Please read these questions and let us know what your organization and others in the Silver State are doing to move legislation and policy in a direction that helps those in need.
Virtually all states have budget deficits and extensive financial problems this year and beyond. The states are also the custodians and administrators of multi billions of dollars of federal assistance programs. State policies related to hunger and poverty contain a great deal of state money that is in short supply right now but much more federal money that can grow as the use of the programs grows.
These state policy questions are meant to begin a conversation about how states can deliver more services to their citizens who are facing extreme long term unemployment, hunger, home foreclosures and loss of health insurance and pensions.
Please read them and let us know what your organization and others in your state are doing to move legislation and policy in a direction that helps those in need, especially the poorest of the poor, the millions of new poor, seniors, returning vets, children and the homeless.
Our intention is to create a place on our website that will highlight policy actions that state based organizations are taking and how they are proceeding. We also hope to host a WhyHunger State Policy Award for the best state policies in the U.S.A.
1) The monthly WIC benefit is only $35.23. Is there a movement in the legislature to increase the benefit?
2) Participation in both the School Lunch and School Breakfast program is below the national average. However, the number of children participating in the Summer Nutrition Program per 100 in the National School Lunch Program is the 3rd highest in the nation. What aspects of the Summer Nutrition Program create such high levels of participation? How can the success of the Summer Nutrition Program be applied to the National School Lunch and Breakfast Programs?
3) Although there is a Senior Farmer’s Market Nutrition Program, there is no WIC Farmer’s Market Nutrition Program. Why is this? Is there any movement to introduce a WIC Farmer’s Market Nutrition Program?
4) Nevada has the largest percent of uninsured children (17.8%) and a large percent of adults without coverage (27.4%). Why is that? Who is doing something about this?
5) Only 25% of adults and 51% of children living below the federal poverty line are covered by government health insurance. These are both ranked lowest in the country. What is being done to increase coverage for those that need it most?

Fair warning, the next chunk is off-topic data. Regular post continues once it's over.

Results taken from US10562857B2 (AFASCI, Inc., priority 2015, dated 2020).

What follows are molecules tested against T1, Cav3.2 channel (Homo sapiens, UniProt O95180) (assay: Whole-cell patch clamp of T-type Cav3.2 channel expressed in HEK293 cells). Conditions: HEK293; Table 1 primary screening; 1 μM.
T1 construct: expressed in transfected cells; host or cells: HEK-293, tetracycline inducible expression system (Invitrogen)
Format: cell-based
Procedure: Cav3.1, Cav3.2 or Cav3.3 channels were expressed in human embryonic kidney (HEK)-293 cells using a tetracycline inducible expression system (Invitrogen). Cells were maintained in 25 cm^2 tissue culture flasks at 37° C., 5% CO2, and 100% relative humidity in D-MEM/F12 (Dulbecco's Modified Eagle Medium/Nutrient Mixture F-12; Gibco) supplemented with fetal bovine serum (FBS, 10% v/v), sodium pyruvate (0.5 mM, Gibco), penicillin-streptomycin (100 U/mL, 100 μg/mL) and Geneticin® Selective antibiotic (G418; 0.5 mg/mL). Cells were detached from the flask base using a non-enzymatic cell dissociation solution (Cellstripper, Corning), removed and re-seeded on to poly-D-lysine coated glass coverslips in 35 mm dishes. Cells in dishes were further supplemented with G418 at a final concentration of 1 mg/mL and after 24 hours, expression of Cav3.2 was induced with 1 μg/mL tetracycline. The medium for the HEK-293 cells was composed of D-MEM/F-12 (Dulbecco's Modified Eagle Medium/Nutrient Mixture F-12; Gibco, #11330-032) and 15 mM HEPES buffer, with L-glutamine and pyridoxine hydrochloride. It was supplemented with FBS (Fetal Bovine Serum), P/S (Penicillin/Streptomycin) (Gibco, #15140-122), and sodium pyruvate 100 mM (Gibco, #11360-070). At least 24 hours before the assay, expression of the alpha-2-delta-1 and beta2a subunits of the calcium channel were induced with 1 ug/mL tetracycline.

6) Food and prescription drugs are exempt from general state sales tax, but the 6.85% tax applies to non-prescription medicine. Is there any plan to exempt non-prescription medicine as well?
7) People earning the lowest incomes in Nevada are paying 8.9% of their income in taxes, while the highest 1% of income earners are only paying 1.6%. What is being done to address this inequality?
8) Nevada currently has the highest unemployment rate in the country. Are there any major efforts to create jobs? Who is responsible? Are they having any success?
9) Nevada does not have a Shared Work Program. Why not? Is there any effort to bring one to the state
10) There is no state EITC program. Is there any movement in the legislature or among organizations to have one?
11) 13.9% of taxpayers receive the federal EITC. This is below the national average of 15%. Is any effort being made to increase the recipients of the EITC?
12) Nevada has the 3rd highest percent of population that are homeless. The foreclosure rate at 10.4 is the 2nd highest in the country. The percentages of mortgage holders and renters paying 30% or more of their income on monthly owner costs/rent and utilities are among the highest in the country. Is there anything being done to prevent homelessness from occurring? Is there any effort to create more affordable, low-income housing?
13) 14.9% of households receive LIHEAP assistance. This is below the national average and ranked among the lowest in the country. Is there currently a plan to encourage participation?
14) 14% of families living below the federal poverty line receive TANF. This is below the national average of 21%. Is there any movement to increase participation in the TANF program?
15) There is a very low percentage of 4-year olds enrolled in the Pre-K program. The high school completion rate in the worst in the nation, college enrollment is very low, and the percentage of people over 25 who have Bachelors Degrees is among the worst in the nation. Is there any movement involved in improving this? What is being done to encourage education? Which legislators are involved?
16) The percent of the state budget spent on corrections is 7.9%. This is above the national average of 6.6%. Is there any movement to reform the corrections system in Nevada? Perhaps by introducing alternative sentencing for non-violent offenders and programs to reduce recidivism.
17) What other statewide policies or programs are you aware of that are helping to fight hunger and poverty, or are there any that are responsible for increasing it?
Please let us know what your organization and others in your state are doing to move legislation and policy in a direction to address these questions by contacting Executive Director and Co-Founder Bill Ayres at [email protected].
Feel free to inform us of any mistakes we may have made in any of these questions. Also we would appreciate any comments on policies or statistics that might have been overlooked.